A file is a piece of data that has been sliced to a specified size and assembled, including sliced segments and information. The original file is cut by length, generating hashes for each fragment, and all these hashes form a new data sequence. This data sequence is then cut by length (L) to generate a new hash, and so on until the last hash result is generated, which is called a root hash.
Objects are the combination of information about one or more files. The collection of all data represented by a list, including files and file information, is called an object. The object is also represented by a root hash, called the object CID. In AuroraFS, everything stored on the chain is object CID information, and all access files or folders are traversed from the root hash.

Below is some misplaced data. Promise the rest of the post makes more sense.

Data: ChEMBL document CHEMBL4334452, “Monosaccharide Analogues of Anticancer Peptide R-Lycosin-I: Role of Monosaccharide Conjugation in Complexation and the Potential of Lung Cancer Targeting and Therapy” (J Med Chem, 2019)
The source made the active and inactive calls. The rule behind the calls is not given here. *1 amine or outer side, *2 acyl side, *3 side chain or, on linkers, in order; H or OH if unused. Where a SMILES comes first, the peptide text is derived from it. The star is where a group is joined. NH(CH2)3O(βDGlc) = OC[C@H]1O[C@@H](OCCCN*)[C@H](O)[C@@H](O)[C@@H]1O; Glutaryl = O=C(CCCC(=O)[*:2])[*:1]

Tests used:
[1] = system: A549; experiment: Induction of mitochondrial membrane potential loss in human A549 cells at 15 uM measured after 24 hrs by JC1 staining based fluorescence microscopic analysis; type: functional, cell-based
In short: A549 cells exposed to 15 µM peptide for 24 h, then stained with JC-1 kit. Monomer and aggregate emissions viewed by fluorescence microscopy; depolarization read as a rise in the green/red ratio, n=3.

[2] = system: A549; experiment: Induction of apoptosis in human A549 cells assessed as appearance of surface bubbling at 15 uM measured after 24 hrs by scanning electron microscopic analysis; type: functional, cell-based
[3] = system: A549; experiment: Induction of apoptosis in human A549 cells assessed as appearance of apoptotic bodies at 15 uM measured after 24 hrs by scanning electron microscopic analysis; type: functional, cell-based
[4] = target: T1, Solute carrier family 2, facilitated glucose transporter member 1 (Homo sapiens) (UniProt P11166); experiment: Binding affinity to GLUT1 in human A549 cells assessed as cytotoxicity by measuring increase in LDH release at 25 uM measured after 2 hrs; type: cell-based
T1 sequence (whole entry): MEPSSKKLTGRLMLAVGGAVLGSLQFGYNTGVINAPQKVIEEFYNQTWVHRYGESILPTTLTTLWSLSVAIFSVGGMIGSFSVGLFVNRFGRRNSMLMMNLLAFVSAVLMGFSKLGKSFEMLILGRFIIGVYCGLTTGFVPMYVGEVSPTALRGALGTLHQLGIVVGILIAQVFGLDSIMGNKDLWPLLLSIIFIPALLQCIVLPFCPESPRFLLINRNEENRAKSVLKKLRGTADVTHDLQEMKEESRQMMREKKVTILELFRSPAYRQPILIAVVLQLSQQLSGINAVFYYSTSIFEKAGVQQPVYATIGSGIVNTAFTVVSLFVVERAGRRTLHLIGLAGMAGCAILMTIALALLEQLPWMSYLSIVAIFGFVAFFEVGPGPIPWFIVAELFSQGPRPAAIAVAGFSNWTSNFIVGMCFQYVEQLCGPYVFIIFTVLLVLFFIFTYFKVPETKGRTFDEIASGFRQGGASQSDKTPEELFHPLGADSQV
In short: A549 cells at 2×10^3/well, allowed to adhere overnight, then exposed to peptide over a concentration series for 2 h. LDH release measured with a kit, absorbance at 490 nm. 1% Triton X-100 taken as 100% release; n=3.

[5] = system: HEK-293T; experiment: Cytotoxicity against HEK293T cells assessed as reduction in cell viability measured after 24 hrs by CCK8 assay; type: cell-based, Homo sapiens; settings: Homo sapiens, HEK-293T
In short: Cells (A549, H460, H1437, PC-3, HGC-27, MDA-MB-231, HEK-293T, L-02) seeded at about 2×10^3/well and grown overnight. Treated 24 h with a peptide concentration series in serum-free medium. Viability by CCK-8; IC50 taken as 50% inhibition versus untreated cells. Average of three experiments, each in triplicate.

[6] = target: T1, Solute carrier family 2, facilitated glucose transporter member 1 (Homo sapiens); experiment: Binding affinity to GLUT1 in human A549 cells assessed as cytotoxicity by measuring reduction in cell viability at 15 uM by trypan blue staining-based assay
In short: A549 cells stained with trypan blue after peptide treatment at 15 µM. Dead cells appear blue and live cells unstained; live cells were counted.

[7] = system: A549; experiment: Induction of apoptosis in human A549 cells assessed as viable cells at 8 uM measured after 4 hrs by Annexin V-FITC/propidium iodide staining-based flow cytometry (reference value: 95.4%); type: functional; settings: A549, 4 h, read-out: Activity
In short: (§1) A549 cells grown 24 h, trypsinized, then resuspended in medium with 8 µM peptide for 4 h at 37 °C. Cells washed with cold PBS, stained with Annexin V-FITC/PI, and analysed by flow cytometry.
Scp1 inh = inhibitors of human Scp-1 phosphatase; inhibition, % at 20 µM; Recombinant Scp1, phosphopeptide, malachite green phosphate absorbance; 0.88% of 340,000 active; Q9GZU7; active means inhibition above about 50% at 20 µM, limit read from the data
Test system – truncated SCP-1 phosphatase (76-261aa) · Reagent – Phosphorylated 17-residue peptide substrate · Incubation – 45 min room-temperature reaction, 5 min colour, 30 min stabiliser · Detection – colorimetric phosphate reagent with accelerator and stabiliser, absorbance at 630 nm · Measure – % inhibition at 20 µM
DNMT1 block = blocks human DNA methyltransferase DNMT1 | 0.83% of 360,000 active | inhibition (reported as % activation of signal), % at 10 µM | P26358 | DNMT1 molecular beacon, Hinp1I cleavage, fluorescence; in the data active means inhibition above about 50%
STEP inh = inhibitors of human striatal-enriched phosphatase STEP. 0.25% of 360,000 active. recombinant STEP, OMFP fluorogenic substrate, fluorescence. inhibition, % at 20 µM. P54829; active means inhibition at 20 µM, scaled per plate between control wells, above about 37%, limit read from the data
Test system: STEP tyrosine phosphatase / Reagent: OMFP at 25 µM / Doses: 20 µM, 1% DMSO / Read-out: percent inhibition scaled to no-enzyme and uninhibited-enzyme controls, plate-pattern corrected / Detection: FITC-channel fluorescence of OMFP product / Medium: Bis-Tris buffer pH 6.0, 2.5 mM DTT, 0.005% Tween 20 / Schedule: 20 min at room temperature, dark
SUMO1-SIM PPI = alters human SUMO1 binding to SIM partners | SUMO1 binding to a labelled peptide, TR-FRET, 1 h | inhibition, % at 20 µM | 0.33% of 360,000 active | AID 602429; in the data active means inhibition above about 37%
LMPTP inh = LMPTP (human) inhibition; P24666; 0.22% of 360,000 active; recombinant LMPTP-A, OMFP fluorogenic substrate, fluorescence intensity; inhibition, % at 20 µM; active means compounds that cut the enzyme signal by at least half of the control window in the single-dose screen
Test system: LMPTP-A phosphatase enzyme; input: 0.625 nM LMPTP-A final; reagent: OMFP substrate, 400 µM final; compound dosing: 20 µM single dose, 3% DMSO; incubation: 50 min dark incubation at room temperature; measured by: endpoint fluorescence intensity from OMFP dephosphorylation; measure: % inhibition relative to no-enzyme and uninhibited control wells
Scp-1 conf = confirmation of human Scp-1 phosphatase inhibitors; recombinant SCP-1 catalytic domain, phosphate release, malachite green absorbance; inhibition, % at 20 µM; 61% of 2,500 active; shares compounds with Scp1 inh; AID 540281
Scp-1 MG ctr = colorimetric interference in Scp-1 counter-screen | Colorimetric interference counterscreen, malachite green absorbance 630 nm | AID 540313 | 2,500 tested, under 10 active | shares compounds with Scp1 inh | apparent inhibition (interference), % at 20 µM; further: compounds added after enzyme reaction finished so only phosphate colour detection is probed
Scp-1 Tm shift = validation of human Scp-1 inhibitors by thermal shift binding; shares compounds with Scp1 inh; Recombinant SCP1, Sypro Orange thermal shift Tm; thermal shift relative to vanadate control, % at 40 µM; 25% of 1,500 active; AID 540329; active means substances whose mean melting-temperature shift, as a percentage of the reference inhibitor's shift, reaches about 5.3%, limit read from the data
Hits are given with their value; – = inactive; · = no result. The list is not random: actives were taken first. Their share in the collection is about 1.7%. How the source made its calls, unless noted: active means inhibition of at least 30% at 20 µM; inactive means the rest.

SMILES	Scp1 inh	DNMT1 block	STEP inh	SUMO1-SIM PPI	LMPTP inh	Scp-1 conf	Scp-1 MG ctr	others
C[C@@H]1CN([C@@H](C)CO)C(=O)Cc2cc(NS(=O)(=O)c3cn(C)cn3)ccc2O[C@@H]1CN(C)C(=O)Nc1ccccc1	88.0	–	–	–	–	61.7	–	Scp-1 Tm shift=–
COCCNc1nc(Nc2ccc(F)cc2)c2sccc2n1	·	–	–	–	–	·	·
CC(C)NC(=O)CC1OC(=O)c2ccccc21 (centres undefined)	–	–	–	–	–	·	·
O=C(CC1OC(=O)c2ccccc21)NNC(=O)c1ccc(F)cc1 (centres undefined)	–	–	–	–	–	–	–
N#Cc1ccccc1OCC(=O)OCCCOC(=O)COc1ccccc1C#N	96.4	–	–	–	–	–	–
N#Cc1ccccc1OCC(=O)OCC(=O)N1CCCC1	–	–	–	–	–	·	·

e. Routing Addressing
Finding nodes that can read and distribute data directly or indirectly, depending on the needs of the application. When blocks of data are moved, a lot of cost shifts occur, and these cost shifts are made through receipts. That is, the downstream endpoint receives the upstream data and sends the corresponding receipt to the upstream.
f. Caching and Multi-Point Parallel Reading
Data caching, multi-point parallel reading and real-time bandwidth estimation. The file-reading node sends a file information query request to the storage node recorded on the chain. The purpose of the file information query is to determine which node owns which fragment of the target file from the relay nodes of the requesting node and the target node. File information query is initiated by the file requester. The query object is the ID of the storage node recorded on the chain. Query requests are sent to the target node through the DHT routing table.
g. Authorized Access System
Implement data systems with authorized access through authentication and authorization challenges. AuroraFS’s solution is to encrypt data, store it in distributed storage, transfer keys to each other through another channel, and finally use the keys to decrypt the ciphertext read from the storage system.
Gauss Aurora Lab
Gold Coast, Australia, 2021